*I’ll be constantly updating this blog throughout the day, so check back periodically for the latest goods and bads of Natural Products Expo West 2015.
Missed day one? Read it here: Natural Products Expo West Day 1
For yesterday’s video update: Expo West Day 1: which Companies have the most Integrity?
Happy hour!..and more plastic.
Ah, feels amazing to be off my feet! I’ve probably walked 10-15 miles in the past two days.
Hopped from the B-Corps happy hour to the Klean Kanteen/5 Gyres fundraiser where we donated five dollars to get this awesome Klean Kanteen steel cup that comes equipped with a carabiner and glass straw—perfect for hooking to a backpack for on-the-go eco drinking.
Quick pitch for 5 Gyres: they are awesome.
Unfortunately they aren’t selling products so I can’t put them on any lists, but they are working to end plastic pollution through social and political action and hands-on research. Check ’em out and support the cause.
Better yet, read up on our plastic addiction and some of the people creating tangible change.
Dr. Bronner’s is still going strong—100 percent organic and rocking the equitable company sector. I just wish they had glass packaging, ugh.
Loved #MPWR brand wholly Organic spot treatment for teens that comes in glass. Totally domestic, all ingredients are sourced within the US of A. I want to see their other products put in glass, however—so close!
Enjoyed some deeelicious apricot oat Organic and vegan, gluten and soy free Raw Balls which are wrapped in 100 percent compostable packaging, and printed in a zero waste facility with vegetable inks—**swoon**.
My skin is also feeling yummy after some Organic argan and baobab oil from MyChelle Dermaceuticals.
Ookay, last cool product for now: lunchskins by 3greenmoms are a dishwasher-safe sandwich/snack bag. One lunch skin is projected to replace 500+ plastic bags (and overall they have saved more than 900 million plastic bags from landfills).
They’re BPA-free (thought that might not mean too terribly much) and 10 percent of their proceeds go to the oceans (partnering with 5 Gyres!). My one critique is the fact that they’re lined with plastic—why not take the eco-packaging one step further and go plastic-free?
Okay—time to come up with Ten Best of Expo West… May the best brand win!
P.s. we might just have a best in show: Alter Eco completely wowed out team today, blowing us away with their commitment to the environment, as well as being socially responsible.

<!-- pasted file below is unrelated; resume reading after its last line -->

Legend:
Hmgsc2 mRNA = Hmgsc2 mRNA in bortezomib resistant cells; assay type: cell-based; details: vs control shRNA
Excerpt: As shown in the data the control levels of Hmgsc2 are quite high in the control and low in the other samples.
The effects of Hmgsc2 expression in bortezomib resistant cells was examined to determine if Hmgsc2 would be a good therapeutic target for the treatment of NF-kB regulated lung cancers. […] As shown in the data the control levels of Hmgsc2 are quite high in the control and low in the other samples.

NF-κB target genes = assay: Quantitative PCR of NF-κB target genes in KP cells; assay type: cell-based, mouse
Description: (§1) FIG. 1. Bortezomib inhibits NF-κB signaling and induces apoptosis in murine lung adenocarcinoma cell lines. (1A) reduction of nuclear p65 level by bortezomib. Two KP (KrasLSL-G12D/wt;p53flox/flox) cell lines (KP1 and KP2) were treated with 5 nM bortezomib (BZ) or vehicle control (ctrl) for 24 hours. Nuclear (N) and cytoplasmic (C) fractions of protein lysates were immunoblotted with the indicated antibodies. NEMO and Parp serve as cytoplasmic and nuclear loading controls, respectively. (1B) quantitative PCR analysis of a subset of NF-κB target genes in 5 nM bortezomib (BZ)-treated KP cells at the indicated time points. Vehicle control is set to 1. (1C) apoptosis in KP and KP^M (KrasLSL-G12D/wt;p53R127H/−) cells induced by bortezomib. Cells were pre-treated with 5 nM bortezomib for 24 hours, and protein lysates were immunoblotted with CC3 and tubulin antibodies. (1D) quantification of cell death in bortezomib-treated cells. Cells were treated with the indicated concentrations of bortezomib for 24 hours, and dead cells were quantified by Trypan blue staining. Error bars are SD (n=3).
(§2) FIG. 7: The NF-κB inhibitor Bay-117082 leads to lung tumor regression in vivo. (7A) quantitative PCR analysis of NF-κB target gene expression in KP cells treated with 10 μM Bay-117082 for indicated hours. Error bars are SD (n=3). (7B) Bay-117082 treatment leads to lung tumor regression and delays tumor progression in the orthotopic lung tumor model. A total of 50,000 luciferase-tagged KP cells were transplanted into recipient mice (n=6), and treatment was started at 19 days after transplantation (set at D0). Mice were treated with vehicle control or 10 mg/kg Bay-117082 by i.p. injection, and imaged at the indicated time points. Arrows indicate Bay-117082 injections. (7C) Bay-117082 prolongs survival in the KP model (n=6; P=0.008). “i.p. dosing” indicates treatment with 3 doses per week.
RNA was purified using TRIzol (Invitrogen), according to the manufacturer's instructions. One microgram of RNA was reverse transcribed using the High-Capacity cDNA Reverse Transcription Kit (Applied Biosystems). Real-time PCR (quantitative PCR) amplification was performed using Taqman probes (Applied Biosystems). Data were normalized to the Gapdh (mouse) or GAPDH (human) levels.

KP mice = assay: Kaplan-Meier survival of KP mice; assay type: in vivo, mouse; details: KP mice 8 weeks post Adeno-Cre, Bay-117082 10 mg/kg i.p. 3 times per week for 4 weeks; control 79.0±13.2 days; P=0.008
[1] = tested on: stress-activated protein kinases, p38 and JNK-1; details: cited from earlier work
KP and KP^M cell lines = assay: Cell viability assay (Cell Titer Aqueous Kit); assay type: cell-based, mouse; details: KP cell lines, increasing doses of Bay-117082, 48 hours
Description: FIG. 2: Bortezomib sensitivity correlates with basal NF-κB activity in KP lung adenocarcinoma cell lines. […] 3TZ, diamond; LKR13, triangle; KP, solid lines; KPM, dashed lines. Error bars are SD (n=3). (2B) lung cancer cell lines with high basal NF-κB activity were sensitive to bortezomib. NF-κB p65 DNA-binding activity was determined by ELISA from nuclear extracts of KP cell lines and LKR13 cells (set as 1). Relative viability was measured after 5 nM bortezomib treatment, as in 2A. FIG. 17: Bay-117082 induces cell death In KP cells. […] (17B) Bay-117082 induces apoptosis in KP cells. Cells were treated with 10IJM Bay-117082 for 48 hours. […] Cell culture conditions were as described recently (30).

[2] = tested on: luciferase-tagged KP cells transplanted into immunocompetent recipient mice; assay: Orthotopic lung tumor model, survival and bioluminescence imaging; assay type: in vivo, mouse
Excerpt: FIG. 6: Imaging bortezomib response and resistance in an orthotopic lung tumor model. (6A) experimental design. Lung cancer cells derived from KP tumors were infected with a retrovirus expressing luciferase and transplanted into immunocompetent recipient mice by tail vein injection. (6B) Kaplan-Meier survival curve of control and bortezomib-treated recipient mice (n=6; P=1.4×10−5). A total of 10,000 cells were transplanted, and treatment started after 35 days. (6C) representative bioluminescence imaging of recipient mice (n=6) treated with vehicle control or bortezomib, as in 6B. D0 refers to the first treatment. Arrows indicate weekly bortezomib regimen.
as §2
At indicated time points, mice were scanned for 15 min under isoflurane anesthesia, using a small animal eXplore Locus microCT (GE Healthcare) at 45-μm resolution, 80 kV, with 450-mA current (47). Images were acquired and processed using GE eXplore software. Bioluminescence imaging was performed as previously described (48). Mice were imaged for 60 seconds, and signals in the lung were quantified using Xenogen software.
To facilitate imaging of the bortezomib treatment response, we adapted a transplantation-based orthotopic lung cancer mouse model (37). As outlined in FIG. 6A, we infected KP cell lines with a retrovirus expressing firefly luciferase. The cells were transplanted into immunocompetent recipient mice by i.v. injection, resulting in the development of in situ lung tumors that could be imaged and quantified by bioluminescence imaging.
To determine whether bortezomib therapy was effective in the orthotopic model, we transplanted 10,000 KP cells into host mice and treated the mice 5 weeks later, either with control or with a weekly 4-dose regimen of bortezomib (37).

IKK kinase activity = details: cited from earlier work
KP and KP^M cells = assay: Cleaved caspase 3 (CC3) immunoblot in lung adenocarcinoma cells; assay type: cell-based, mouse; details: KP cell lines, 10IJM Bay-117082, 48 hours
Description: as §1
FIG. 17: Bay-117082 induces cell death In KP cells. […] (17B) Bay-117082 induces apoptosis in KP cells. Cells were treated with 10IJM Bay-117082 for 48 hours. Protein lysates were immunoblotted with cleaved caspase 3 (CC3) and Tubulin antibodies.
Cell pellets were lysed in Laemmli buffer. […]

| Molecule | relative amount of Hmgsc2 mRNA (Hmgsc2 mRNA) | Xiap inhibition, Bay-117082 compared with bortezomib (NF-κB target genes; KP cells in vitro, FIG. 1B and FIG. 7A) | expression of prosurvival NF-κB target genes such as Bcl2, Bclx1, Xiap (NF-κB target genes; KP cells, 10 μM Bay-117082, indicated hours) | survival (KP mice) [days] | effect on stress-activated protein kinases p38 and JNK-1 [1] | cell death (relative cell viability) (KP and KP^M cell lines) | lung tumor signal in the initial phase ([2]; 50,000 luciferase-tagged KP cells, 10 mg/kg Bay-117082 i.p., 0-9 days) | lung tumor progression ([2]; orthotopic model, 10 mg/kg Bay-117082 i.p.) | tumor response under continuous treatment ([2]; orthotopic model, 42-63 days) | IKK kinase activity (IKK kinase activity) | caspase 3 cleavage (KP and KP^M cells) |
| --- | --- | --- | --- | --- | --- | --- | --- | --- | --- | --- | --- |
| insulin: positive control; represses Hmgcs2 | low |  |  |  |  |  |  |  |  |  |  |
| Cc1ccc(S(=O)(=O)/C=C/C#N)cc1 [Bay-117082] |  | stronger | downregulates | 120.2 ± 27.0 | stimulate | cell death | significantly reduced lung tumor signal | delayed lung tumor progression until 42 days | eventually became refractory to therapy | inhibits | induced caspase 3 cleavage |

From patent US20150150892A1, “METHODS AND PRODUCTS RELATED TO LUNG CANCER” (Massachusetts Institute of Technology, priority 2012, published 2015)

Their truffle packaging is also 100 percent compostable. Videos to come!
P.p.s. I might never buy a different brand of chocolate… Five words: Organic Dark Salted Burnt Caramel. Yes, please.
A lesson in discerning the bulls#it from the real.
Sooo, our food system is in a state of utter chaos. Green-washed terms like “all-natural,” “sustainably grown,” and “free-range” are confusing consumers and stripping the meaning from farmers and companies who truly do abide by those implied definitions.
To put it into perspective, according to Jonathan Safron Foer, author of Eating Animals, these terms should provide no more peace of mind than if the product were to be branded “magical.”
Walking the floor today was both great—seeing companies with integrity who are walking their talk made me happy. Unfortunately more often than not it was painfully disappointing how many people are claiming to be green and conscious.
I would venture a guess that of all the booths I saw, less than 25 percent were truly environmentally or socially conscious.
I was glad to see a big push for non-GMO products on the market, but unfortunately there is a lot of misunderstanding about what that claim exactly means.
I want to make it clear that non-GMO does not, in any way, imply Organic. Non-GMO products are cultivated more or less identically as conventional crops when it comes to being doused in pesticides, fungicides and herbicides—non-GMO crops still get the works.
The certification doesn’t promise any improvement in farmer/field worker equity either, and it doesn’t promote environmental stewardship like Organic does. Soils are still decimated, water is degraded and surrounding wildlife implicated.
Take-away? Don’t get lazy! GMOs are controversial and largely untested (as well as largely monopolized) so being GMO-free is responsible in that vein, however from environmental and social perspectives, GMO-free is a lot of talk but not a lot of substance.